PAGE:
No one wants to get married on the first date. The same goes for mentoring. It’s fine to set your sights on someone, but don’t go in all guns blazing. Instead, reach out for just a one-off piece of advice. You could offer to buy them a coffee or even just a ‘15 minute chat’. Everyone has 15 minutes to spare to help someone and if they don’t, they aren’t going to be a viable mentor prospect.

It’s Okay to Ask – Will You Be My Mentor:

It may be after one meeting or it may take a couple but you’ll soon have a good feel if this person is someone you want to continue a relationship with or if it’s time to move on. I always find a direct approach is best at this point. In framing up your ‘ask’ be sure to recount your previous meetings, relay how you’ve enjoyed them, how they’ve specifically helped you and how you’ve applied their advice in your work or life. It could be something like this:

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I wanted to follow up directly, and thank you again for taking the time to meet with me and share your insights. Personally, your honest and frank feedback has been amazing. It’s helped give me the confidence to critically think about the next steps I want to take in my career. Your deep knowledge of the industry has also helped me to think where I can best add value – everything you’ve shared has been really useful stuff.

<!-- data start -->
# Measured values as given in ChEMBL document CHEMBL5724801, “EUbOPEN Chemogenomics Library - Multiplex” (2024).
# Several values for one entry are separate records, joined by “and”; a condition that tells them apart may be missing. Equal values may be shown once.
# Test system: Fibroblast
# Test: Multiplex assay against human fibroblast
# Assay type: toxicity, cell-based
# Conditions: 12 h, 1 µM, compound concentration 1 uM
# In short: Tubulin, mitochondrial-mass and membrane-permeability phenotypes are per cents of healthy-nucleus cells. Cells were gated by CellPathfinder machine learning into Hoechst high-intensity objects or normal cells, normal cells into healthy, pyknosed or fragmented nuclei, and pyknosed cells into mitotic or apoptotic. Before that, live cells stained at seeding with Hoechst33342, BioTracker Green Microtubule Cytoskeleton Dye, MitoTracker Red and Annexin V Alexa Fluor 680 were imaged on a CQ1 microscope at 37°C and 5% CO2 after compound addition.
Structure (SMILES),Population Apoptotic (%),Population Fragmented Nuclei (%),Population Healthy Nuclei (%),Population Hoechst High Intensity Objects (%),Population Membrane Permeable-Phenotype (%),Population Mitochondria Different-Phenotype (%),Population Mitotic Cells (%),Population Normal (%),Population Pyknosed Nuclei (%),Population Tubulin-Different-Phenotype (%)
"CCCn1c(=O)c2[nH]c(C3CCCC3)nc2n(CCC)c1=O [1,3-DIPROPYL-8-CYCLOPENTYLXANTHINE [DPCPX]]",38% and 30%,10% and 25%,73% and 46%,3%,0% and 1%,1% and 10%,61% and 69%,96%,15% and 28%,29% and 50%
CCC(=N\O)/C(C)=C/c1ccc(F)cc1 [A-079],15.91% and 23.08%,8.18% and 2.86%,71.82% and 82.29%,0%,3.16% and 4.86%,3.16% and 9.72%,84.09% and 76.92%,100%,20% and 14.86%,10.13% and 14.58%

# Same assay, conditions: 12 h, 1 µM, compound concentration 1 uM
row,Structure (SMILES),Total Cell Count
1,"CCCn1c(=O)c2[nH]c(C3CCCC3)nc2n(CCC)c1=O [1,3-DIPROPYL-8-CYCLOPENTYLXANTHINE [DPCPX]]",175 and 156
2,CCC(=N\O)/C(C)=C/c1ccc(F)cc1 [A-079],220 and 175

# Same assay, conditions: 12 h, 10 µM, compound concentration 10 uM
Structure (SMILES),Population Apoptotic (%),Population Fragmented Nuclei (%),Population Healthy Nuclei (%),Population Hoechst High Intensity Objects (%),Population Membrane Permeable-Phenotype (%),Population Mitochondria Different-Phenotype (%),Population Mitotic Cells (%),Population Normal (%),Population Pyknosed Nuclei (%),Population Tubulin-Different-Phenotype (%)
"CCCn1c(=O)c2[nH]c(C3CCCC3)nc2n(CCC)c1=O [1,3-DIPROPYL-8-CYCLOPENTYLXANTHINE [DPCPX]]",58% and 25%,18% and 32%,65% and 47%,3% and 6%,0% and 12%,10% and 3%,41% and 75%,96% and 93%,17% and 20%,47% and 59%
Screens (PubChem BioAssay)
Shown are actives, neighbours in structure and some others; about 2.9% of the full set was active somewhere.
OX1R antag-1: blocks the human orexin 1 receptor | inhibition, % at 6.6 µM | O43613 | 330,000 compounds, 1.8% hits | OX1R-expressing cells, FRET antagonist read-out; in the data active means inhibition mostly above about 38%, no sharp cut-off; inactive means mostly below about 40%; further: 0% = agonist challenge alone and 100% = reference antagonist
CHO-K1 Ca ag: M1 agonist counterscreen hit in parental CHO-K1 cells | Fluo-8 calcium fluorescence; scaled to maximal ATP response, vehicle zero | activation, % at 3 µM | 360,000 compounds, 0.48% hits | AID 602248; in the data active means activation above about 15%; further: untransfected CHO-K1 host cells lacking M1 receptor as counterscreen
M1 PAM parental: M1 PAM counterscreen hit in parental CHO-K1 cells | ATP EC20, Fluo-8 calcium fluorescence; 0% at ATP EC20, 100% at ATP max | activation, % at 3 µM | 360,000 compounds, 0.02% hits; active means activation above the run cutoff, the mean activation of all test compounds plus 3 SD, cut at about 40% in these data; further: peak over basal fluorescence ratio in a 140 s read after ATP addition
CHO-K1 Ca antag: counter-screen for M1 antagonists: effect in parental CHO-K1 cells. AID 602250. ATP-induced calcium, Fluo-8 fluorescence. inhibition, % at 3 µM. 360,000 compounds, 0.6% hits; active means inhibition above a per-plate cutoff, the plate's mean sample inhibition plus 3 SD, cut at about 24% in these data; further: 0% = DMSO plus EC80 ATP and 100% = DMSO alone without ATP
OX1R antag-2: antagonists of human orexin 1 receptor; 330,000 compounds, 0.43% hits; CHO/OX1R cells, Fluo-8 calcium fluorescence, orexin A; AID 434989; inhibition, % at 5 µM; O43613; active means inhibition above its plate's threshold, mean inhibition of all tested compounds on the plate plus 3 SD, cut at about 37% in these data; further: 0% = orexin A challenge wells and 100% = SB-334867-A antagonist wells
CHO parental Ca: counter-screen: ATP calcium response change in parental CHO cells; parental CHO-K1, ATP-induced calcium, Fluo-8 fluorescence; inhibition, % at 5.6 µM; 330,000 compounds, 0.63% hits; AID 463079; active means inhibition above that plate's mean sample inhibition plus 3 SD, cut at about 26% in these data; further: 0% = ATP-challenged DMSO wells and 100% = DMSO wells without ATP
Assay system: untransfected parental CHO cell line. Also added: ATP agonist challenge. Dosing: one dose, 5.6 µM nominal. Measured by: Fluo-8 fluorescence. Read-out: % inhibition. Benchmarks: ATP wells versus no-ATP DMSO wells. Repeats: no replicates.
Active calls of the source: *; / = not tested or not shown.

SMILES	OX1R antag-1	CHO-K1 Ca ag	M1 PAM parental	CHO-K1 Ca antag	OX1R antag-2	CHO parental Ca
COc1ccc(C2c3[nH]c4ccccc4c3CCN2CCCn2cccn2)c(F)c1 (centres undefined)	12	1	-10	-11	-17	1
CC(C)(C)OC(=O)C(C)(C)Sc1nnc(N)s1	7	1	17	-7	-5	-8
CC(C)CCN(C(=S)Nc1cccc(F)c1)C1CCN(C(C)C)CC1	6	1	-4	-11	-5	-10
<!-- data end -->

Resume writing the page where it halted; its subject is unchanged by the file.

If you were open, I’d love to continue to stay in touch. To be honest, I really see you as a mentor so would love to keep our conversations going in this capacity if you were open to that? It doesn’t need to be anything formal, maybe a scheduled monthly check-in to keep you updated on my progress and then move to something much more ‘as and when needed.’ Please don’t feel any pressure but I feel it would be a missed opportunity if I didn’t ask!

If it’s a Yes – well you are now on your mentoring journey.

Be sure to be a proactive mentee – you’ve asked for this opportunity so it’s up to you to drive the agenda. If you’re not sure where to start, you might want to check out our first meeting checklist to get you going.

If it’s a no, don’t be discouraged.